The UK rail network is rubbish because Churchill’s advisor thought we’d all be commuting by air by now

Just heading over to the office. Image: Adrian Pingstone at Wikimedia Commons.

In 1947, Britain’s rail networks were nationalised. They needed it: the war, and lack of investment afterwards, had taken its toll. It was estimated in 1955 that it would cost over £1bn (around £31bn in today's prices) to repair the network, and make the transition from noisy, polluting steam trains to electrified ones.

Post-nationalisation, however, the number of rail passengers fell to levels not seen since the 1880s. Things only really picked up again after 1995, when the network was re-privatised. The British government, it’s fair to say, dismally failed rail travel, which makes it all the harder for left-wingers to argue for re-nationalisation now, despite many compelling arguments in its favour. So what happened?

Well, in 1886, a man named Frederick Lindemann was born. Half a century later, he would be a prominent physicist and scientific adviser to Winston Churchill; more, he would be one of the Prime Minister’s most trusted allies. In 1941, an MP suggested to Churchill that he relied on Lindemann, by then Lord Cherwell, a little too much. He responded with the bizarre line: “Love me, love my dog, and if you don’t love my dog you damn well can’t love me.”

Here’s Cherwell on the far left, looking bored during a display of anti-aircraft guns in 1941:

Image: War Office official photographer, Horton (Capt), couresy of Imperial War Museum.

Churchill’s “dog” was no fan of railways. He advised the prime minister that the £1bn investment would be pointless, on the basis that rail would soon be obsolete. Instead, he argued, “helicopters or other forms of transport” would take its place.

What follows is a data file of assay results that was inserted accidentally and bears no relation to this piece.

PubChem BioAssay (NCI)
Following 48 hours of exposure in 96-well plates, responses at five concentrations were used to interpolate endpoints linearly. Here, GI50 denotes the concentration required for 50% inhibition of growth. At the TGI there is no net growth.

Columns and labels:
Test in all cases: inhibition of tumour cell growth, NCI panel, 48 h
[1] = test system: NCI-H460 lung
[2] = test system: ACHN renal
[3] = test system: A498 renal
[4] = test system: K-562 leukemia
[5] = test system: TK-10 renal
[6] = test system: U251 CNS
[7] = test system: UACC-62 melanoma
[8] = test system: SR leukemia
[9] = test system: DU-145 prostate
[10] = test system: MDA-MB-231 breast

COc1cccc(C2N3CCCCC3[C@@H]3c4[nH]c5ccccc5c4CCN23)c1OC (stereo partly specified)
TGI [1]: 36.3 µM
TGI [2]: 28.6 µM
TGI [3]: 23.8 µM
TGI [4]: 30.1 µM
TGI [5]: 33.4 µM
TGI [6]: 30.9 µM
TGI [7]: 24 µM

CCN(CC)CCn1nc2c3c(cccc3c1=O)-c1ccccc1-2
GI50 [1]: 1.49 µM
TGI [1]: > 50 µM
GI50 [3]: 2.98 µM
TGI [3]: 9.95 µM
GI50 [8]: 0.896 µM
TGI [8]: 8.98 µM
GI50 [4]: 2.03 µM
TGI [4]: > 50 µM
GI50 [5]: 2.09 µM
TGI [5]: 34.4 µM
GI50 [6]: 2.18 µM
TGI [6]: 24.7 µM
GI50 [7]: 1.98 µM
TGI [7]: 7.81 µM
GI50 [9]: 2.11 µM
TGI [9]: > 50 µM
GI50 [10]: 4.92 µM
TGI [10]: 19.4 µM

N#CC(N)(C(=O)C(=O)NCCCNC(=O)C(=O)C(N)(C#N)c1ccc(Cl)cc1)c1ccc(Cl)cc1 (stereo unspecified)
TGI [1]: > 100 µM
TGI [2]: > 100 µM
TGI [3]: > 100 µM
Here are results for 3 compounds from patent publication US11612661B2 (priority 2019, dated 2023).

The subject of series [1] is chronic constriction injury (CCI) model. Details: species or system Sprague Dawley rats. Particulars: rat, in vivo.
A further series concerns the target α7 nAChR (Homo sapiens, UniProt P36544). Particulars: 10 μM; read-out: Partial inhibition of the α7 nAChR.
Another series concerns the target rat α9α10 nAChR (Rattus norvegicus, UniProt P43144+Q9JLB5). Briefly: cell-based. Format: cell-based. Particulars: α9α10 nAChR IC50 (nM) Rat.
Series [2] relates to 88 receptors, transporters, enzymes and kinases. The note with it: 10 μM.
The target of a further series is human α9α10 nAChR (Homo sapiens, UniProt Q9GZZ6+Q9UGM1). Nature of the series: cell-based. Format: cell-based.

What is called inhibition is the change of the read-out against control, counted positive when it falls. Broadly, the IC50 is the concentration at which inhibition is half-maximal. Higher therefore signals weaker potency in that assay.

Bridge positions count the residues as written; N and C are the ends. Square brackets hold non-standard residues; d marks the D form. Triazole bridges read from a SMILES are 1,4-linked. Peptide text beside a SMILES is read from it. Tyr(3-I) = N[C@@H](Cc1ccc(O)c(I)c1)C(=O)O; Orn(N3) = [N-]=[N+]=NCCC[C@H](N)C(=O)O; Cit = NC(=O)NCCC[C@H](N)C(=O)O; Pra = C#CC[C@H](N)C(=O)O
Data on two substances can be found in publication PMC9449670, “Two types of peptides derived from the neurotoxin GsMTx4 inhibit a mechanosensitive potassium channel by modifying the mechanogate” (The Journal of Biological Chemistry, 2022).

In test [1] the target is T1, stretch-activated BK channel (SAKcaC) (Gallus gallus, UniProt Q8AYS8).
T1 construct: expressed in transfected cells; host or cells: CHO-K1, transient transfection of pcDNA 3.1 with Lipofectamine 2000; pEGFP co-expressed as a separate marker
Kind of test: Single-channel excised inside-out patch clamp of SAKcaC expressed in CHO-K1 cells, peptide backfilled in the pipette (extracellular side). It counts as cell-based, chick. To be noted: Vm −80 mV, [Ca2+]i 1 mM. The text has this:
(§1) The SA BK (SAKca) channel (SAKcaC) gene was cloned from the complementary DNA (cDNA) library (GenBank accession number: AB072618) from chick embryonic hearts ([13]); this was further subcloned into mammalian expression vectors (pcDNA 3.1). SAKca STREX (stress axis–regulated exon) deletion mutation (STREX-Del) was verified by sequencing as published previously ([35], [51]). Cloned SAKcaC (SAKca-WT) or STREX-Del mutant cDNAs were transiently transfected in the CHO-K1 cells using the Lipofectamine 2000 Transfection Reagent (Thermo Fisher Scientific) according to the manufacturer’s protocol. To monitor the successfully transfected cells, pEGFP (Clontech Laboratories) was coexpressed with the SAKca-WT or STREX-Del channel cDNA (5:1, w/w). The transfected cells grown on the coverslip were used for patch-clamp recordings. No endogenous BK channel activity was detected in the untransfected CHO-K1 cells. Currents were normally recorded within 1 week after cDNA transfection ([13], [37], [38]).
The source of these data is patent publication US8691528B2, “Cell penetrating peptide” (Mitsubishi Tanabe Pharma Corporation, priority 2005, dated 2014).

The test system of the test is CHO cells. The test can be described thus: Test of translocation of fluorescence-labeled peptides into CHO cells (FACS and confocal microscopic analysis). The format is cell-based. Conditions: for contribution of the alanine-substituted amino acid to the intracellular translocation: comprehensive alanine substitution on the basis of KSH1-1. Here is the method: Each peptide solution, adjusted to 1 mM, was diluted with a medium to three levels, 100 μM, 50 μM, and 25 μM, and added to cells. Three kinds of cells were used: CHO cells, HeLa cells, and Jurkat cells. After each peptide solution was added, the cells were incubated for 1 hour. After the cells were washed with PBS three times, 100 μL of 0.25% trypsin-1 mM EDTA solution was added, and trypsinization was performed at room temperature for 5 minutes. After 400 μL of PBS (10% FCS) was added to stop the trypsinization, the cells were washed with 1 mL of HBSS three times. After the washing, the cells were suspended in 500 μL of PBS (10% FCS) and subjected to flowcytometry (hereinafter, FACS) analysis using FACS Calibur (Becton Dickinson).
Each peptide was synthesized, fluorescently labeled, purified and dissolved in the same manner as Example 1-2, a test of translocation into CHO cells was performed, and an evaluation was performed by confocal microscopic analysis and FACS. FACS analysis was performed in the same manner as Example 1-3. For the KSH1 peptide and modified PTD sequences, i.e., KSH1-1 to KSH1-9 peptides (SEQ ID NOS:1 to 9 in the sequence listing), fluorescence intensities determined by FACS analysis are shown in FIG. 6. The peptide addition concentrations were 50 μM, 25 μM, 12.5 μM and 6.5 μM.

(On an unrelated note, he was also not a fan of the working classes – who he called “stupid”; or black people  who inspired a “physical revulsion which he was unable to control”. He also thought Radar was a myth, believed the world should be “led by supermen and served by helots, and told his friend Roy Harrod, on news that another of Harrod’s close friends had died, that he thought the chap concerned a “very second-rate person”. Twice.)

Many others agreed with Cherwell (though most thought motor transport was the future, not helicopters), and plans went back and forth until the 1960s, when mass electrification was rejected in favour of diesel engines. The government continued to invest heavily in road transport. 

As you may have noticed, they were wrong about rail. After privatisation, once proper investment began, passenger numbers climbed steeply. In the 2010s, passenger numbers overtook all previous records:

Click to expand. Rail passengers in Great Britain, 1829-2014. Source: Wikimedia Commons/ UK Office of Rail Regulation.

There are two main conclusions to draw here.

First: the old, traditional thing doesn't always die when you expect it to, even when it would be especially convenient. Cassettes may have faded, but radio is still going strong. Trains, helped along by advances made in bullet and maglev technology, are still the easiest and fastest way to travel by land. 

Second: if your adviser reckons the world should be ruled by a secret “superman” elite, maybe stop inviting them to meetings.

 
 
 
 

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CityMetric is now City Monitor, a name that reflects both a ramping up of our ambitions as well as our membership in a network of like-minded publications from New Statesman Media Group. Our new site is now live in beta, so please visit us there going forward. Here’s what CityMetric readers should know about this exciting transition.  

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Sommer Mathis is editor-in-chief of City Monitor.